Oligopoly is the main form of modern market structure. The term "oligopoly" is used to define a market in which there are few companies, some of which control a large share of the market.
In the oligopoly industry some major companies compete among themselves and the introduction of new firms on this market is complicated, because of the presence of barriers to entry. Products manufactured by firms can be both homogeneous and/or differentiated. Homogeneous products have very similar characteristics, while differentiated products have different characteristics, for example different technological specifications or different designs. The examples of homogeneous product of oligopoly industry are Coke and Pepsi and the differentiated products are Boing and Airbus. In general identical products compete only on price, while differentiated products compete on product quality, price and marketing. Small number of firms in an oligopolistic market forces companies to use not only the price but also non-price competition, because it is more effective. The risk for producers is that if they will reduce the price, then their opponents will do the same, which will lead to a decrease in revenue. Therefore instead of the price competition which would be effective in the conditions of the perfect competition, "oligopoly" uses non-price methods of struggle: technical excellence, quality and reliability of products, marketing techniques, the guarantees, payment terms differentiation and advertising. A characteristic feature of an oligopolistic market is the dependence of the behavior of each firm on the reaction and behavior of competitors. The big size and significant capital firms are extremely slow-moving in the market and in these conditions the greatest benefits are promised by arrangement between oligopolistic firms in order to maintain prices and maximize profits.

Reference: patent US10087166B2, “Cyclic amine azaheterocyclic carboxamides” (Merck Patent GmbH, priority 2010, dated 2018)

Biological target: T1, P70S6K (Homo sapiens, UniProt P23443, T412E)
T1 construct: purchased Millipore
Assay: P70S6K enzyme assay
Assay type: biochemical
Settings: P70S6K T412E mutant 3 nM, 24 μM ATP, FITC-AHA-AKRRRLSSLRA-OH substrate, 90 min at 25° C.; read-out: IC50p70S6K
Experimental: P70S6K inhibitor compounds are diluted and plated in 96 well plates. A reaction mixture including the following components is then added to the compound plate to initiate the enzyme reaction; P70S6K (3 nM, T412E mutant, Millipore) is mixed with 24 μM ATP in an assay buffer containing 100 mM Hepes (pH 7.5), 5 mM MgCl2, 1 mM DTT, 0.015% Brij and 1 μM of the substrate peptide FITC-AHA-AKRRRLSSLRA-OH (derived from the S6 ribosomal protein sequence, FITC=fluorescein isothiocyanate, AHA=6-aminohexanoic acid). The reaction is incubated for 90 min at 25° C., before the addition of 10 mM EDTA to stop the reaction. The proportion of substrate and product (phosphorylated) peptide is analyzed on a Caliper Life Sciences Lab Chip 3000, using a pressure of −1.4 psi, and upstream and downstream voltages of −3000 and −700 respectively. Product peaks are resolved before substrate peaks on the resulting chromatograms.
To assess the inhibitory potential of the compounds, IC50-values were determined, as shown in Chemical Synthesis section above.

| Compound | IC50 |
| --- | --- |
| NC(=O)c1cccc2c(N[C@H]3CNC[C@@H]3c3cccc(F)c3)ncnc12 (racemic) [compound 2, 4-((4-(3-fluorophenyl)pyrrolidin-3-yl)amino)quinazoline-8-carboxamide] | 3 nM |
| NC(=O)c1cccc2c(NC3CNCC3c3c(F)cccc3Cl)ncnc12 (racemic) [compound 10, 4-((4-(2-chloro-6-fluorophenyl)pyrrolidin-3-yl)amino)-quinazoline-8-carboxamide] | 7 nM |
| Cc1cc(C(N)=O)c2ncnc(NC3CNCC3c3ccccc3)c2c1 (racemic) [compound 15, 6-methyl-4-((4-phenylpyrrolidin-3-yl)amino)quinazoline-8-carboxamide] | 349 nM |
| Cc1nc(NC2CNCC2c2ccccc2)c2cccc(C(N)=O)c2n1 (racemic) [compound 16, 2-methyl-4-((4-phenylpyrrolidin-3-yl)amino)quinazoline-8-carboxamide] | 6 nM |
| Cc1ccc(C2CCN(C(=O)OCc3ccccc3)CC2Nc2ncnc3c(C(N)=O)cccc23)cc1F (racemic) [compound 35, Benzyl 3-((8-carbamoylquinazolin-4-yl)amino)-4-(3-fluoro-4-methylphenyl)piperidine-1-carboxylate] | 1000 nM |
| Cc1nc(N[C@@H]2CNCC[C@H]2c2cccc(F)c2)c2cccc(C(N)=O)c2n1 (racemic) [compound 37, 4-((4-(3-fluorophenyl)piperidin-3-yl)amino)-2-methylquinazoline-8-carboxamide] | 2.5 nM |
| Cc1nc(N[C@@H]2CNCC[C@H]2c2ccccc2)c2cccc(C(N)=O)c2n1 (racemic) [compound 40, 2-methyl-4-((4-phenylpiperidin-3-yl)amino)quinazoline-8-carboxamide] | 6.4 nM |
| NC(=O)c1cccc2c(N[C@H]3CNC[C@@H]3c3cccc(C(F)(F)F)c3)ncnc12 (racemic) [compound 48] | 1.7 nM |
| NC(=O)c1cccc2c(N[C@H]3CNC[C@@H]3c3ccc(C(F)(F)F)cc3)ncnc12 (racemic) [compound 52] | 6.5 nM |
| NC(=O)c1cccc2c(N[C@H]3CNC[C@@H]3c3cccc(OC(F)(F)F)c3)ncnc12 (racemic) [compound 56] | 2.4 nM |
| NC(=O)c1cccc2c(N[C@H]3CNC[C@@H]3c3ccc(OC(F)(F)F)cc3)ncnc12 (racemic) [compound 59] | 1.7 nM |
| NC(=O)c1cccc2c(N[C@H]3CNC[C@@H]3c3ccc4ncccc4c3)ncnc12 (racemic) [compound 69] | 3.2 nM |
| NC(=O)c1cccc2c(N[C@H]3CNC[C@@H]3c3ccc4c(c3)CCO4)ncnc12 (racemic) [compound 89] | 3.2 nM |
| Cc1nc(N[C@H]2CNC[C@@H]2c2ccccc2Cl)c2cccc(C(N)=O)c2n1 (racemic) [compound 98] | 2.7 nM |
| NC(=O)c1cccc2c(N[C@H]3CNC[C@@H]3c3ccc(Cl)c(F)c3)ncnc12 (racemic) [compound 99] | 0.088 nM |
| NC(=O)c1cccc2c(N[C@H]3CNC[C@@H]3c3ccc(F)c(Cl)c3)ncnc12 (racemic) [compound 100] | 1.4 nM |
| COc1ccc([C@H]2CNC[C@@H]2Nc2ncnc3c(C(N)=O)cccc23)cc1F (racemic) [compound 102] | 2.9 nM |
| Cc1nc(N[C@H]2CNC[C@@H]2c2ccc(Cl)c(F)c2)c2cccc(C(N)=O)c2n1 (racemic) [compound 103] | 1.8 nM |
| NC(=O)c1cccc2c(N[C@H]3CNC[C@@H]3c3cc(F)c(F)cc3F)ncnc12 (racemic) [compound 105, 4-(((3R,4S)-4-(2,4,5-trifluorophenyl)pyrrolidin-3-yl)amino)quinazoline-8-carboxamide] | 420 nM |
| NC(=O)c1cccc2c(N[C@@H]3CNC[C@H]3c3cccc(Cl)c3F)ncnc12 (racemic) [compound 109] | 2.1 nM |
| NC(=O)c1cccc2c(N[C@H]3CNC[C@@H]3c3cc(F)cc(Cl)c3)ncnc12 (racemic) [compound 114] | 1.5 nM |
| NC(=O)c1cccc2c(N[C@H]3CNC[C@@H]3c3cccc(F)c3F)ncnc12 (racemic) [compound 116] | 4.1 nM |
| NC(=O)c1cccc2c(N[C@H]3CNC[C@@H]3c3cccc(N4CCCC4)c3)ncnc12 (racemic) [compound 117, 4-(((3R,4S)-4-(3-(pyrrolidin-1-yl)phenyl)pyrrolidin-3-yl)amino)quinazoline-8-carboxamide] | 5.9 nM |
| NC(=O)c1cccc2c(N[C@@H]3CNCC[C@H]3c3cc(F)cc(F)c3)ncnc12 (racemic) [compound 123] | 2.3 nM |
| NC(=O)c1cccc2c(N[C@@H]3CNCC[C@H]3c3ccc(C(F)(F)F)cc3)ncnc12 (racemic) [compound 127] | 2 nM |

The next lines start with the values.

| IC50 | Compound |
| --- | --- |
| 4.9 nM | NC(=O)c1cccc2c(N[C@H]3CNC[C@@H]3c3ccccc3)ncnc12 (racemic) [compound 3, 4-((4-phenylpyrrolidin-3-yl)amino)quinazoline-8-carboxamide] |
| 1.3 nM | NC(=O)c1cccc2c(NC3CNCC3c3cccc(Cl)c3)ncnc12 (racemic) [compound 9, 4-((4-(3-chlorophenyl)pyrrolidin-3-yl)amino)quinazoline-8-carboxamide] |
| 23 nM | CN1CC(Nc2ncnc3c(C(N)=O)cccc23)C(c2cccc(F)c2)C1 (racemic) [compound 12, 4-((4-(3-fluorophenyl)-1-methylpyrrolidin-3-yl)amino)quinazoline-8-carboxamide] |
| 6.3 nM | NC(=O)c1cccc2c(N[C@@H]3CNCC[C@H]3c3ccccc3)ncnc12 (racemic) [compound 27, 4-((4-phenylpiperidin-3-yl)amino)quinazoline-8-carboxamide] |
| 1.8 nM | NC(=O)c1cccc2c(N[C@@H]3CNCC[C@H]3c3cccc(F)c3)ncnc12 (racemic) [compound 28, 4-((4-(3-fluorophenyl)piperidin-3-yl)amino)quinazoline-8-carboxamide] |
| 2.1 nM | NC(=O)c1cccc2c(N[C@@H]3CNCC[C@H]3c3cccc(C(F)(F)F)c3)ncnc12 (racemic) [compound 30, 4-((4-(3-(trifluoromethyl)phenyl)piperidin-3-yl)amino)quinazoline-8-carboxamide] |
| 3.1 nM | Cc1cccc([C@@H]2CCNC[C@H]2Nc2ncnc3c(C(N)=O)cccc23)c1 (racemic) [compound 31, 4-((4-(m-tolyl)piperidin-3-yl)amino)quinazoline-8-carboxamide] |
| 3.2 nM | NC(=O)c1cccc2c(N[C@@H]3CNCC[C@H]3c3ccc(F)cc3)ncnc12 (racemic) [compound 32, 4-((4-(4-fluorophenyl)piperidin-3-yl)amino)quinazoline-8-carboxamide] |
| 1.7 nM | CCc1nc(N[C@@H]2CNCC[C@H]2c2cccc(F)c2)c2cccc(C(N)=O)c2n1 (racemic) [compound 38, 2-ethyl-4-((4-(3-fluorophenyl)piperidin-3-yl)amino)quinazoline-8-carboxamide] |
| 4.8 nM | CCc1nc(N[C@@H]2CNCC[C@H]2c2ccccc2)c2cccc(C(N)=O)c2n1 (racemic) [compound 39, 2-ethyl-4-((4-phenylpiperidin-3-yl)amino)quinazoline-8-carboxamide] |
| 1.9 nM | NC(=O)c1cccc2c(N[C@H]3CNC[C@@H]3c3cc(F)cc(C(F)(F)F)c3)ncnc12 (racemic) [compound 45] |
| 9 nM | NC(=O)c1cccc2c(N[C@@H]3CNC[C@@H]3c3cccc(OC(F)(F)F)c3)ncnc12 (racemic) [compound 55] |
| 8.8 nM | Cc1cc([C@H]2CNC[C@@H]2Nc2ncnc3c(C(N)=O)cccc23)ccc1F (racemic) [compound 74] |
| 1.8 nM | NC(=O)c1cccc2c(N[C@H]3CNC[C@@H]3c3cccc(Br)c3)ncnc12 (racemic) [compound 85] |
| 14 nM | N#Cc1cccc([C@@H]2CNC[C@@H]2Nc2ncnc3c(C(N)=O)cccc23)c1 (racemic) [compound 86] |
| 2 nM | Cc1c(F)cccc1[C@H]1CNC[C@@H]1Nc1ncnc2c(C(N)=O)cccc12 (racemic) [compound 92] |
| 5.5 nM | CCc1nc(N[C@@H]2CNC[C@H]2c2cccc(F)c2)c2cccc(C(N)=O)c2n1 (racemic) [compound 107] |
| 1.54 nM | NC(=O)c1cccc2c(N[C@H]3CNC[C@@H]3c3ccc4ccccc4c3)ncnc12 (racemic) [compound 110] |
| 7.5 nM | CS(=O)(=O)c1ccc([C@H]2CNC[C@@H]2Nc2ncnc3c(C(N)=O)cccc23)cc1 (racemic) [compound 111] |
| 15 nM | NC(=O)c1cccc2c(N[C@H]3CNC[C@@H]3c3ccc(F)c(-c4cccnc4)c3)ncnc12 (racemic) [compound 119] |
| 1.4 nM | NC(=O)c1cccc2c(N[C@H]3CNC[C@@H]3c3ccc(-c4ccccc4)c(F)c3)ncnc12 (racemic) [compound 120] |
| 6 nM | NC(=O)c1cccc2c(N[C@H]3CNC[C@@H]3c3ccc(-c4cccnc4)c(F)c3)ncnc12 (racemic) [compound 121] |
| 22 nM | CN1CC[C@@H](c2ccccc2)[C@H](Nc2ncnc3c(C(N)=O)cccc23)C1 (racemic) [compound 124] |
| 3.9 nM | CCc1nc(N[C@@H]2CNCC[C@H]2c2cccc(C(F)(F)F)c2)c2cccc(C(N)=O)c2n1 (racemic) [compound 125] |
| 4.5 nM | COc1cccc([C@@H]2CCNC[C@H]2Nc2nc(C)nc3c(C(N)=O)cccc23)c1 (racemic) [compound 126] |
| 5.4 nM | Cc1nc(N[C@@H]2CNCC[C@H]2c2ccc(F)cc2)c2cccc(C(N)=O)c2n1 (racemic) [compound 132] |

Oligopoly markets have the following characteristics:
• A minor number of